I share the frustration of the young activists as I listen to news from the Glasgow climate conference where wealthy countries want the summit to appear a success without putting up the cash and commitments to make it so. Meanwhile developing countries that feel the existential threat of climate change most keenly are unwilling to have their concerns smoothed over to make COP 26 look successful.
World leaders are making climate pledges. Nearly 100 countries have signed a pledge to cut methane emissions by 30% by 2030. Reducing this powerful but relatively short-lived greenhouse gas could stem temperature rise, improve health, cut crop losses and reduce pollution. Cutting methane emissions will have a relatively swift impact, potentially reducing global temperature rise by 1/3 of 1ºC by 2045.
Countries holding 85% of the world’s forests committed to halting and reversing deforestation and land degradation by 2030. India, one of the world’s biggest carbon emitters, pledged to get half of its energy from renewable resources, and to reduce its projected carbon emissions by a billion tons, by 2030. It also promised to get to net zero, but only as late as 2070.
India’s prime minister Modi also demanded that developed countries provide $1 trillion in climate action financing “as soon as possible, today.” The U.K. plans to spend $4.2 billion funding green technology abroad over the next five years. Japan made a $10 billion commitment over five years, to finance decarbonization across Asia.
But why pledging by 2030, 2050, even 2070, so many years away? Why no immediate action? Nothing by 2022? And why are developing countries yet to see the benefits from the $100 billion pledged in assistance years ago, calling into question all subsequent pledges? Could it be, simply, that bad habits like dependencies are very hard to break?
I am reminded of a cocktail party I attended back in 1964, after the surgeon general’s famous warning about cigarette smoking. Most of us there were smokers and conversations about the ominous warning filled the smoke-fogged air.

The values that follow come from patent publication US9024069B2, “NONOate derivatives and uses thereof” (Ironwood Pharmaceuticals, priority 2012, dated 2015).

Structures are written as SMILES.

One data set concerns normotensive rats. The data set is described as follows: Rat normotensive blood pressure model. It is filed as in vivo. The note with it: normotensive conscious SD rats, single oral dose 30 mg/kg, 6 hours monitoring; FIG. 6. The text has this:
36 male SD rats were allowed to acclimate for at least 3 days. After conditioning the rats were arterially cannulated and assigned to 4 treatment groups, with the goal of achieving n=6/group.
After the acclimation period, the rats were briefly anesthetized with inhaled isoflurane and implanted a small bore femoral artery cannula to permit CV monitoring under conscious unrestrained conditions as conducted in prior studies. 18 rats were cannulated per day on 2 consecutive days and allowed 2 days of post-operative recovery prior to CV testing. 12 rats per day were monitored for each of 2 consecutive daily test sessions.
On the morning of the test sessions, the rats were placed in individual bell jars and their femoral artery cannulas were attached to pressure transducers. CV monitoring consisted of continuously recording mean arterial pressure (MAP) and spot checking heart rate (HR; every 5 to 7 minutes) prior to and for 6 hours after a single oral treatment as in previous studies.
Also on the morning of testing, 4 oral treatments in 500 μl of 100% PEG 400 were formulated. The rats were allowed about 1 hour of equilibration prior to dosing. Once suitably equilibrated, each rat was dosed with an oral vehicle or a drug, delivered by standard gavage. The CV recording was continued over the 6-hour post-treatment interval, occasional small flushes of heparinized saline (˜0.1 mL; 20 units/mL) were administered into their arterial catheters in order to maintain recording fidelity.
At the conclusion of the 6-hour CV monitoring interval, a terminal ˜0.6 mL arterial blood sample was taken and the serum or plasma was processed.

Cigarette in hand, I asked the elderly doctor who happened to be next to me for his advice: How might I quit my 3-packs-a-day habit?
“Don’t sweat it,” he replied, “You will quit when you find a good reason to do so.”
“Find a good reason” stuck in my mind. Two days later, having consulted the Sears Catalog, I purchased the radial arm saw I had long wanted for my home workshop, no money down. I found my good reason: I committed my cigarette money on something I wanted badly, but couldn’t really afford.
Like me to my three packs of Lucky Strikes, our well-to-do capitalist society is addicted to coal, oil and gas. Because of this, numerous energy subsidies exist in the U.S. tax code to promote or subsidize the production of cheap and abundant fossil energy.
Some of these subsidies have been around for a century, and while the United States has enjoyed unparalleled economic growth over the past 100 years, thanks in no small part to cheap energy, in many cases, the circumstances relevant when the subsidies were implemented no longer exist.
Today, the fossil fuel industries are mature and highly profitable. Additionally, numerous clean and renewable alternatives exist, which have become increasingly price-competitive with traditional fossil fuels.
Conservative estimates put U.S. direct subsidies to the fossil fuel industry at roughly $20 billion per year; with 20% allocated to coal and 80% to natural gas and crude oil. European Union subsidies are estimated to total $48 billion annually.
Historically, subsidies granted to the fossil fuel industry were designed to lower the cost of fossil fuel production and incentivize new domestic energy sources. There are also costs associated with fossil fuel use in the form of greenhouse gas emissions and other pollution resulting from the extraction and burning of fossil fuels. These negative externalities have adverse environmental, climate, and public health impacts, and are estimated by the International Monetary Fund to cost $5.3 trillion globally per year.
I found it very hard to kick my bad smoking habit 57 years ago. Committing my cigarette budget to something I wanted more made it easier. Between the E.U. and the U.S. we have $68 billion per year we could immediately commit to financing our transition from fossil fuels to 100% renewable energy, not to mention the post-COVID 19 economic recovery. Then, from the more than $5.32 trillion saved annually by not incurring the damaging externalities of our fossil fuel habit, the developed world could easily fulfill Mr. Modi’s trillion-dollar request and still have over $4 trillion left to spend on, say, renewable energy projects and financing the energy upgrade of our buildings.
(Paul Kando is a co-founder of the Midcoast Green Collaborative, which promotes environmental protection and economic development via energy conservation. For more information, go to midcoastgreencollaborative.org.)